Surviving Sandy: A How To Guide.
I originally intended to publish a post on Halloween and pumpkin picking and spiked apple cider and all the goodies surrounding the beginning, middle and end of fall BUT a woman named Sandy got in the way and ripped the power right out from under me. She left me carrying candles around in a daze without technology. She forced me to sit by the fire amongst friends and go back to the days where fun emerged purely from whatever I could muster up. We played cards, lots of cards. We drank beers, lots of beers. We cooked with headlamps and candles. We stayed in pajamas for days. We sat wondering what the rest of the world was up to. We loved every single minute of the freedom from political commercials. We heard Halloween was cancelled – how does that happen? We rejoiced when the power came back on. Oh Sandy, you destroyed a lot of the Northeast. Oh Sandy, you’re a total bitch.
I developed a bad case of cabin-fever. I can’t sit still at work so how does one expect me to sit at home for days on end without endless amounts of things to get done? Well, you see, here’s how it’s done (in no particular order) …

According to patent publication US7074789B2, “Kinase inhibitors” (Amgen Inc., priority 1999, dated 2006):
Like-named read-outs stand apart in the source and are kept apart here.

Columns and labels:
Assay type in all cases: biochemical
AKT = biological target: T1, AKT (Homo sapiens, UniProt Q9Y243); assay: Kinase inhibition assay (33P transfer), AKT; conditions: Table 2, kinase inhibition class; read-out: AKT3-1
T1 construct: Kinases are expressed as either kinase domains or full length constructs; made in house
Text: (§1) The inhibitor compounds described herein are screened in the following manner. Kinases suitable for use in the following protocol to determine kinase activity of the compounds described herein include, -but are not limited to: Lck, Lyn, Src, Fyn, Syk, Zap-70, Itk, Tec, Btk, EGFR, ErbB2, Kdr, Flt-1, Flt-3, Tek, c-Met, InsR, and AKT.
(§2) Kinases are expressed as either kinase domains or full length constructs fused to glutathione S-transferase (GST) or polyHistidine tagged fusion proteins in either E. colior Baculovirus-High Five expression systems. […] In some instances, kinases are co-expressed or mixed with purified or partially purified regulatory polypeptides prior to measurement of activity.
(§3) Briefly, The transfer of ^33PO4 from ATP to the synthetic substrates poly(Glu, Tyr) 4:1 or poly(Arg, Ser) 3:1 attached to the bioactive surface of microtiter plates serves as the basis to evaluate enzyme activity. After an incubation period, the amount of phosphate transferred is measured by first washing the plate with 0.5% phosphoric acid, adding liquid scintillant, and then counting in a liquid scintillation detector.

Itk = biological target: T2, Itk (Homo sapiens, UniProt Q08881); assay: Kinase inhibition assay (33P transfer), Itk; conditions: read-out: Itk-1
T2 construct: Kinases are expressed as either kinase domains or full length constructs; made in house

1. Get the fireplace going.
2. Drink a few beers.
3. Work out. If you ever find yourself stuck, technology-less, in a home for days on end with nothing to do and need a way to expend some energy here is the workout I concocted (I’m calling this workout “The Sandy”):
Run through the entire routine and repeat 3x
Circuit 1: 20 supermen; 15 triceps’ dips; 10 jump squats; 60 seconds burpees
Circuit 2: 20 side lunges; 15 reverse crunches; 10 push ups; 60 seconds jumping jacks
Circuit 3: 20 calf raises; 15 bridges hip raises; 10 sun salutations/ reverse warrior II (round 2)/ cat-cow (round 3); 60 seconds plank/ side plank (rounds 2 and 3 opposite sides)
I will warn you that it is a KILLER workout and I advise you put on the Pandora station “Dance Cardio Radio”. It will help you make it through the 45-minute workout. Today I’m doing yoga to recover.
4. Play poker.
5. Play cards.
9. Go for a walk to survey the damage around the neighborhood post-storm. (Be aware of downed wires and any trees that look a little sketchy)
10. Set up a command center for when the power and internet return. After all, we must see AP Photos of the damage we, thankfully, didn’t incur, check email, alert the social media community that we are indeed okay, catch up on the blogs we read, see what else is going on in the world and get bombarded by political ads.
For those of you affected by Hurricane Sandy, I hope you did not suffer too much damage and your power is back up and running.